5 – One playful jab uttered by Brady: “Playing defense is like a dog chasing a car.” He jokingly talked about how offensive players are overall better football players. This drew the ire of Brady’s former teammate, legendary New England linebacker and now ESPN analyst Tedi Bruschi, when he jokingly quipped on Twitter that he wasn’t Brady’s friend anymore.
6 – Brady, Peyton, and Eli talked about how they feel playing against base-defenses versus more multiple-defensive schemes. Brady reminisced about some of his worst experiences, those coming against Dolphins’ defenses of the early 2000s, which featured Zach Thomas and Jason Taylor. According to Peyton and Brady, the Dolphins ran the same base defense the whole game, and both QBs had their struggles against that defense.
7 – In between all the interviews and videos, Peyton and Eli would sprinkle in some game commentary. On a 3rd-and-9 near halftime, Peyton criticized Seattle quarterback Geno Smith for bailing the pocket a bit early on a throw that was almost intercepted by New Orleans safety C.J. Gardner-Johnson.
8 – In the third quarter, Peyton and Eli had Seattle Storm (WNBA) star Sue Bird as their guest. It seemed like this interview was more difficult, as the Manning brothers had to switch between interviewing a basketball player and analyzing a football game. There were some great bits from the interview, as they showed some clips of Bird mic’d up on the floor. Peyton remarked that Bird “sounds like she is the player and the coach on the floor.” The elder Manning brother also told her, “Don’t let the guy (Rob Lowe) that played Sodapop Curtis from The Outsiders announce your retirement,” in reference to Lowe prematurely announcing Peyton’s retirement before he signed with the Broncos in 2012.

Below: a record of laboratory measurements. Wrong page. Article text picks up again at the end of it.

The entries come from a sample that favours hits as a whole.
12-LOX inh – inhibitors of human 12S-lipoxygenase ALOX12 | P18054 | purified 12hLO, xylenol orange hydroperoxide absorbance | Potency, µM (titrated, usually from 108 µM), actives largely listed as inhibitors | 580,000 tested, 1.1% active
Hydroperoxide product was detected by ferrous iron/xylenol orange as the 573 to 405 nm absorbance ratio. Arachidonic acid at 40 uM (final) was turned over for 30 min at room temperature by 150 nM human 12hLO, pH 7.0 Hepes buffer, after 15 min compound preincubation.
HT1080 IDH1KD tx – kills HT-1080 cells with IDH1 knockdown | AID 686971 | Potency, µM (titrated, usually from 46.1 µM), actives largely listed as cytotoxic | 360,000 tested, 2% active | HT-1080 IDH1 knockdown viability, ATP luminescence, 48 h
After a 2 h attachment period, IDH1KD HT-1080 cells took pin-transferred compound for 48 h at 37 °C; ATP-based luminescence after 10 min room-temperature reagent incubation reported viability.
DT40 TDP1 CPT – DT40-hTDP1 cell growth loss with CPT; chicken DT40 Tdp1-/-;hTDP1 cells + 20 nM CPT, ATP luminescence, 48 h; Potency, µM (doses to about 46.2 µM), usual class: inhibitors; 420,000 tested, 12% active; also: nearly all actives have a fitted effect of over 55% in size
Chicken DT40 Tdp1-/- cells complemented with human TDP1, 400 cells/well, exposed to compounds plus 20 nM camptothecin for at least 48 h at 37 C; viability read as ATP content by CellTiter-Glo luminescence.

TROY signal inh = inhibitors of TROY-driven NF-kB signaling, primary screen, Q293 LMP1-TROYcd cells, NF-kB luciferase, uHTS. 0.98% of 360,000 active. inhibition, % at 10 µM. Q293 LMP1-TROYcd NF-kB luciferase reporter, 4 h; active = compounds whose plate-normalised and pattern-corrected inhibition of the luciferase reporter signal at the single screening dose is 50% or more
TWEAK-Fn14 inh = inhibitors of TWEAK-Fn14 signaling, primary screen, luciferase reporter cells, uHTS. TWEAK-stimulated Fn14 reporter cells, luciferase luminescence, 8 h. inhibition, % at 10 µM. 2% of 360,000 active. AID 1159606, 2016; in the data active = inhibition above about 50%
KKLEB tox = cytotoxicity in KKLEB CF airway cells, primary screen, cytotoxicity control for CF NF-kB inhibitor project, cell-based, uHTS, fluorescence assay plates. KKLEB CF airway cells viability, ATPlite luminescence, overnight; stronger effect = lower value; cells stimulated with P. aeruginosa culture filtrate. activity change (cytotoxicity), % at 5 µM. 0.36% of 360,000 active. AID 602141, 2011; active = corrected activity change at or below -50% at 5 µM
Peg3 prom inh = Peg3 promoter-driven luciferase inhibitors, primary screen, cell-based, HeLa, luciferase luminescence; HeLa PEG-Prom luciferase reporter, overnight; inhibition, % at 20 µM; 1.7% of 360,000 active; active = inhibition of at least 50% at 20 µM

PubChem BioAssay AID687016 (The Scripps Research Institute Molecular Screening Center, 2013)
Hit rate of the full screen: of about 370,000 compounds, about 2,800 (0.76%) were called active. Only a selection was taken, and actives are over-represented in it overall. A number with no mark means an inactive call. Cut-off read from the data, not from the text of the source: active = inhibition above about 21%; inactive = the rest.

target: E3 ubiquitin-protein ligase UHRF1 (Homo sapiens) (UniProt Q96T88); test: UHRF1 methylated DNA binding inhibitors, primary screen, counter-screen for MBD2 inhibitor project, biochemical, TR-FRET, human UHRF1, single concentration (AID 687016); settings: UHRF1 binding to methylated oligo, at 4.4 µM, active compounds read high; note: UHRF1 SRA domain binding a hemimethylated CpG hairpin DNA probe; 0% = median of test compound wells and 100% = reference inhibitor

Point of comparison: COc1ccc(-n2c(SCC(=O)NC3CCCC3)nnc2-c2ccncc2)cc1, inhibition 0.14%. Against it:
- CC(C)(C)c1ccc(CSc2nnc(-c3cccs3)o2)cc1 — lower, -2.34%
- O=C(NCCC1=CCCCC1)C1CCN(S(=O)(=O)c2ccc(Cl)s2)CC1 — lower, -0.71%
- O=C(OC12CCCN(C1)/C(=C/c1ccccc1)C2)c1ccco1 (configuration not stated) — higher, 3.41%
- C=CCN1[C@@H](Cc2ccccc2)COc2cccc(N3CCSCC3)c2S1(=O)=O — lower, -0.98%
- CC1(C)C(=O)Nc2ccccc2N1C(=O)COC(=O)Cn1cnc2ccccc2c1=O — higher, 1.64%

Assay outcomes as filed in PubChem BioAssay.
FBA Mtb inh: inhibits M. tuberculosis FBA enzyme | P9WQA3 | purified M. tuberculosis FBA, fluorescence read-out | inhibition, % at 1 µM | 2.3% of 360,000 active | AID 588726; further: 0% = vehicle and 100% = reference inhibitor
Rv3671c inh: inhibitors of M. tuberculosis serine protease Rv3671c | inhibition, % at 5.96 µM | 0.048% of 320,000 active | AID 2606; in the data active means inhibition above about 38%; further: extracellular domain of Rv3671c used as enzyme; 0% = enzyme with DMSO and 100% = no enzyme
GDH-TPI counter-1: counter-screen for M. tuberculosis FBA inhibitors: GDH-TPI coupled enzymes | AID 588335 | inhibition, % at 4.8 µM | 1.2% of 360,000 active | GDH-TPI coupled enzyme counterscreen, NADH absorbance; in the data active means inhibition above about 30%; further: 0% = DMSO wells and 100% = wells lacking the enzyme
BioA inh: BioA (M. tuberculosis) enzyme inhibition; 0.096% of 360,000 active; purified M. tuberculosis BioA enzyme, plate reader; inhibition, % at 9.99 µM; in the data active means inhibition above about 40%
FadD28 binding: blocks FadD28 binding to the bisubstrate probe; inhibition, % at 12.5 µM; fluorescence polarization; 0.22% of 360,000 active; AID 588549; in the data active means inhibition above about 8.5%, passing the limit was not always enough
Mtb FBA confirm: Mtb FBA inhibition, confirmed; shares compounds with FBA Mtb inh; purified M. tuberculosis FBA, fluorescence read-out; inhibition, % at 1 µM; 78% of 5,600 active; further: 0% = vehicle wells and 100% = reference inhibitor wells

9 – During one sequence, Peyton asked Bird what play she would call. She said, “I don’t know,” but later said she could have been helped if she had a quarterback wristband with the plays on it. Good retort. There was also footage of Eli and Peyton playing pickup basketball against each other, to which Bird remarked, “You remind me of when football guys at UConn would play basketball with us – a lot of fouling.” still a forced interview.
10 – The last guest of the night on the ManningCast was now NBC Sunday Night Football studio analyst and former Saints quarterback Drew Brees. It was a great move to have Brees on in the fourth quarter, because the game was close. He offered plenty of insight on the Saints’ offensive scheme. In particular, it was interesting hearing Brees’ analysis of how the center is supposed to call out protection in Saints offense. Additionally, there was one play called “Jab 16 Post” where Brees knew the exact play call. With his knowledge of the Saints’ offense, Brees added the most to the telecast as far as the three guest analysts. . The trio of three ex QBs on the set in Q4 also explained the dynamics of “Blitz Zero” which was excellent.
There were plenty of magical moments on last night’s ManningCast. The choppiness and disconnects, between the Mannincast and pure gamecast has to be addressed. It’s hard to follow divergent conversations.
But would the Mannings be better as mainstream commentators on ESPN’s traditional broadcast with Steve Levy?